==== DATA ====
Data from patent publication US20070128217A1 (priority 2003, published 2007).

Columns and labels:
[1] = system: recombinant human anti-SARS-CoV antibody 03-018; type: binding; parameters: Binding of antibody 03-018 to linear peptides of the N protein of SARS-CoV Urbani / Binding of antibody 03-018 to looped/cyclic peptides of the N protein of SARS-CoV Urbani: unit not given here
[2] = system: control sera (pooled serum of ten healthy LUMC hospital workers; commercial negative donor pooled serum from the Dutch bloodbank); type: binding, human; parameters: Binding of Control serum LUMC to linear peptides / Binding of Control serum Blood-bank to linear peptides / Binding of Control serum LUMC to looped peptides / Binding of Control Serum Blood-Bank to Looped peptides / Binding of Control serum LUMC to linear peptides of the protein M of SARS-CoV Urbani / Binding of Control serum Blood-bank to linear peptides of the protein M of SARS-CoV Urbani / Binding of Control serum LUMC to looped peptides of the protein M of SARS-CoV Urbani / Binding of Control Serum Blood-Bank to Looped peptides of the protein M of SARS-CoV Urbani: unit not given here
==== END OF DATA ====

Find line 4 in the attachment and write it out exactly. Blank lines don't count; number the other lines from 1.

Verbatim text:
[2] = system: control sera (pooled serum of ten healthy LUMC hospital workers; commercial negative donor pooled serum from the Dutch bloodbank); type: binding, human; parameters: Binding of Control serum LUMC to linear peptides / Binding of Control serum Blood-bank to linear peptides / Binding of Control serum LUMC to looped peptides / Binding of Control Serum Blood-Bank to Looped peptides / Binding of Control serum LUMC to linear peptides of the protein M of SARS-CoV Urbani / Binding of Control serum Blood-bank to linear peptides of the protein M of SARS-CoV Urbani / Binding of Control serum LUMC to looped peptides of the protein M of SARS-CoV Urbani / Binding of Control Serum Blood-Bank to Looped peptides of the protein M of SARS-CoV Urbani: unit not given here